South Korea’s foreign ministry headquarters in Seoul. Credit: The Ministry of Foreign Affairs

SEOUL, South Korea — South Korea “welcomed” America’s self-imposed ban on direct-ascent anti-satellite (ASAT) missile tests that create orbital debris. 

“The government [of the Republic of Korea] welcomes the United States’ April 18 announcement of its commitment to banning direct-ascent anti-satellite (ASAT) missile tests,” said foreign ministry spokesman Choi Young-sam in an April 21 press briefing. “In addition to this, the government, as an advocate of creating a UN resolution on responsible behavior in space, will continue to play a role in advancing rules that will ensure peaceful and sustainable use of outer space.”

In a May 3, 2021, statement to the United Nations’ Office of Disarmament Affairs, South Korea called on space actors to “behave transparently and responsibly” since verifying intention in space is difficult and challenging without official declarations from a space object’s operator.

When Russia destroyed a Soviet-era satellite in an ASAT test in November, South Korea expressed concern over new debris created in low Earth orbit as the test’s result—though it stopped short of criticizing Russia. 

Meanwhile, China expressed skepticism about the self-imposed moratorium. China’s foreign ministry spokesman Wang Wenbin noted in an April 19 press conference that the U.S. was the first country to carry out direct-ascent anti-satellite missile testing in 1959 and “has so far conducted the largest number of such testing.”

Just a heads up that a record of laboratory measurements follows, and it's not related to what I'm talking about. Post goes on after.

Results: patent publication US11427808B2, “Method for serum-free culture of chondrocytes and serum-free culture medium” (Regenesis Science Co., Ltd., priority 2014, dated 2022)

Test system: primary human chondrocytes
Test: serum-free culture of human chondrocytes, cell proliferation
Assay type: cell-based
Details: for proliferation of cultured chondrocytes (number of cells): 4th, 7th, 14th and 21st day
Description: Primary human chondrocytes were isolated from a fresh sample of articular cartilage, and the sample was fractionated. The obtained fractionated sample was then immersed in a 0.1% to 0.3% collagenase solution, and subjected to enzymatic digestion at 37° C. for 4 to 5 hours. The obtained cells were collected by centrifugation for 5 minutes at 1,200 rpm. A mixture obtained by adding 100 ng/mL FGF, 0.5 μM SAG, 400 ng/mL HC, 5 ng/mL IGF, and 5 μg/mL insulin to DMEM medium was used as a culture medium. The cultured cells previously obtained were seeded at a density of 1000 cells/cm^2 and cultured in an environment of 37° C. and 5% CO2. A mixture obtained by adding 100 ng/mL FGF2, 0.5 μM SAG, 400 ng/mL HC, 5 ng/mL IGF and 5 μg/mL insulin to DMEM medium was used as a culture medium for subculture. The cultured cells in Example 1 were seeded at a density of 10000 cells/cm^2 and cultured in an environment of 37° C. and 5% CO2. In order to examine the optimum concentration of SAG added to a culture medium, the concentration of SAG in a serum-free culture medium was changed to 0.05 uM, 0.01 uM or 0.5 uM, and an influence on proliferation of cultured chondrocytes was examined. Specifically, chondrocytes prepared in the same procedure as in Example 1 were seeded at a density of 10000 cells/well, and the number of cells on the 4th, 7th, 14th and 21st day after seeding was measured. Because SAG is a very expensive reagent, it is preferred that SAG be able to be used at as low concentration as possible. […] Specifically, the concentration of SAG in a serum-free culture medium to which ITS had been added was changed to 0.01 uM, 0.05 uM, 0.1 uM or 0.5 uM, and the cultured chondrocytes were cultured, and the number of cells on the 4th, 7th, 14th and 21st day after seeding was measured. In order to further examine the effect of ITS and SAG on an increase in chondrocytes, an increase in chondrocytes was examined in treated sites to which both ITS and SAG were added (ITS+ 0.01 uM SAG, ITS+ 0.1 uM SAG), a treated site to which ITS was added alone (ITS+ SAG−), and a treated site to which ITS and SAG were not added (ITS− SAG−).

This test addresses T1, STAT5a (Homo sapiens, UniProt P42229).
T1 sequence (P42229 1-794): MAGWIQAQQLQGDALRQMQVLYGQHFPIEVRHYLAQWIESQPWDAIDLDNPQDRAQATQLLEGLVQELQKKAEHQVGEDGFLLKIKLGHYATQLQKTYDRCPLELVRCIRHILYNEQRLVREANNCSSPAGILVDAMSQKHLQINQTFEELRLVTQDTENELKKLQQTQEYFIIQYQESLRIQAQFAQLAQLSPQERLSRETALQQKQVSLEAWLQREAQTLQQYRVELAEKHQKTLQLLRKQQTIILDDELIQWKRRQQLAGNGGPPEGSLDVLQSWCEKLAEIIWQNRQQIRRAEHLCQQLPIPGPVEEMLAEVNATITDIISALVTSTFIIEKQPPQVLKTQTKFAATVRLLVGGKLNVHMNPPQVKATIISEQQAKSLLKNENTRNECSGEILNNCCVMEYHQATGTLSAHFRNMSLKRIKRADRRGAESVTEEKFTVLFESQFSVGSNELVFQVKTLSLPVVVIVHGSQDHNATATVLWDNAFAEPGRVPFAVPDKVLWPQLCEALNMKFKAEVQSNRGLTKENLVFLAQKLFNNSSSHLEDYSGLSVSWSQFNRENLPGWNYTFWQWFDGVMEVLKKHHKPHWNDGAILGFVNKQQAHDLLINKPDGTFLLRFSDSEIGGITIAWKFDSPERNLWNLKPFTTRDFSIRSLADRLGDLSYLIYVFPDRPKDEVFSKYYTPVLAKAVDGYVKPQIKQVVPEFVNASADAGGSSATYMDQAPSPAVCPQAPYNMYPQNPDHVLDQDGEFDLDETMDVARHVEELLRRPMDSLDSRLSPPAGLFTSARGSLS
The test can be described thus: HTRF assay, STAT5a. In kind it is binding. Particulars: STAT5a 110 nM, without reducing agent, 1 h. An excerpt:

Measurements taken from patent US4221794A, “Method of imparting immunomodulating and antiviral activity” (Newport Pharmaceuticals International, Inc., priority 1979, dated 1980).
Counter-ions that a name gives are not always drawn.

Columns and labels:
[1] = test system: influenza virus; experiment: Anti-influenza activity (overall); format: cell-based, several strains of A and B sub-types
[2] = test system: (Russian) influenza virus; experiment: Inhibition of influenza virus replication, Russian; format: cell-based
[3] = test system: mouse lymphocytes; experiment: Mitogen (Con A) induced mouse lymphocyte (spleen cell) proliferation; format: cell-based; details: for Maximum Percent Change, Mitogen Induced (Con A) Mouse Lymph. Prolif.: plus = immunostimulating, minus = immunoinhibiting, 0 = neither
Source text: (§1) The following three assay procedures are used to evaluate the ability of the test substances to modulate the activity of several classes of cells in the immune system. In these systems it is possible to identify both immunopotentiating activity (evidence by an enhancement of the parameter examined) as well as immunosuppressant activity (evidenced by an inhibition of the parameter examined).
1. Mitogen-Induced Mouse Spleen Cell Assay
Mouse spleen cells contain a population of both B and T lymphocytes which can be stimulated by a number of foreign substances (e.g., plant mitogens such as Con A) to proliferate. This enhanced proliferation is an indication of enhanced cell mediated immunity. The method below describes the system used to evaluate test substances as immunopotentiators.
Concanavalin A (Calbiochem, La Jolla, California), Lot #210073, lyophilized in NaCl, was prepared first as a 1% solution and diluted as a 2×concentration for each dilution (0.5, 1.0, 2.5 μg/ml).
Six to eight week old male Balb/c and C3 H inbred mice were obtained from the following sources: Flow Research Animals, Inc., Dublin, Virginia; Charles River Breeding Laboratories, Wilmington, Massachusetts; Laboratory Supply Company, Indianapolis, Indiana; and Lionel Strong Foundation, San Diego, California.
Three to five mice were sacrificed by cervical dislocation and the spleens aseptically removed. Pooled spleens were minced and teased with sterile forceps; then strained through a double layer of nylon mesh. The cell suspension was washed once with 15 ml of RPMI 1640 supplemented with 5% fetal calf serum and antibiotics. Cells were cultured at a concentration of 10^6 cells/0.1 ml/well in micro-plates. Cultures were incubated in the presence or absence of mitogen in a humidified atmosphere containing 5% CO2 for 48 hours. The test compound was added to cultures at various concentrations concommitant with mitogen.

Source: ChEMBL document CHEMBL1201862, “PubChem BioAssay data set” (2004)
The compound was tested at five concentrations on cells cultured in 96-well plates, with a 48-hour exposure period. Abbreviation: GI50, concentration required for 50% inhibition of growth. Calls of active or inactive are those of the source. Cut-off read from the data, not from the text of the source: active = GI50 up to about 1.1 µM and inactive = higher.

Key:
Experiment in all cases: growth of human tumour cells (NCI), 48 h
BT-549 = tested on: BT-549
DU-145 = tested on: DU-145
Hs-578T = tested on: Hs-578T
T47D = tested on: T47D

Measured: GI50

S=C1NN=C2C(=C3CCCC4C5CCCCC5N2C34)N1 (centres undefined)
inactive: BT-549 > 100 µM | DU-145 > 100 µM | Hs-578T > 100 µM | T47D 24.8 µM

“Now, the U.S. announced that it would bar tests of ground-based direct-ascent anti-satellite weapons. But why not announce that it will not use such weapons? Why not announce to stop testing air-based, co-orbital and other types of anti-satellite weapons, and stop anti-missile testing of anti-satellite nature? Why not commit itself to banning the use of force against outer space objects?” the spokesman said. He fueled the skepticism with Washington’s refusal to discuss an arms control initiative for space, which China and Russia co-launched in 2008.

“We [China] hope the U.S. will truly assume its due responsibility as a major country, fully reflect upon its negative moves in the field of outer space, stop the hypocritical practice of expanding unilateral military superiority in the name of arms control,” said the spokesman.

Russia’s deputy foreign minister Sergey Ryabkov welcomed the moratorium in an April 19 interview, calling the decision “a step in the right direction.” And he called on the U.S. to come forward to discuss the 2008 arms control initiative.

“I would like to remind you of Russia’s proposal, together with China, to develop a treaty on not being the first to place weapons in outer space,” Ryabkov said, adding that Moscow calls on Washington to return to constructive negotiations on this issue.

Park Si-soo covers space industries in South Korea, Japan and other Asian countries. Park worked at The Korea Times — South Korea's leading English language newspaper — from 2007 to 2020. He earned a master’s degree in science journalism from Korea...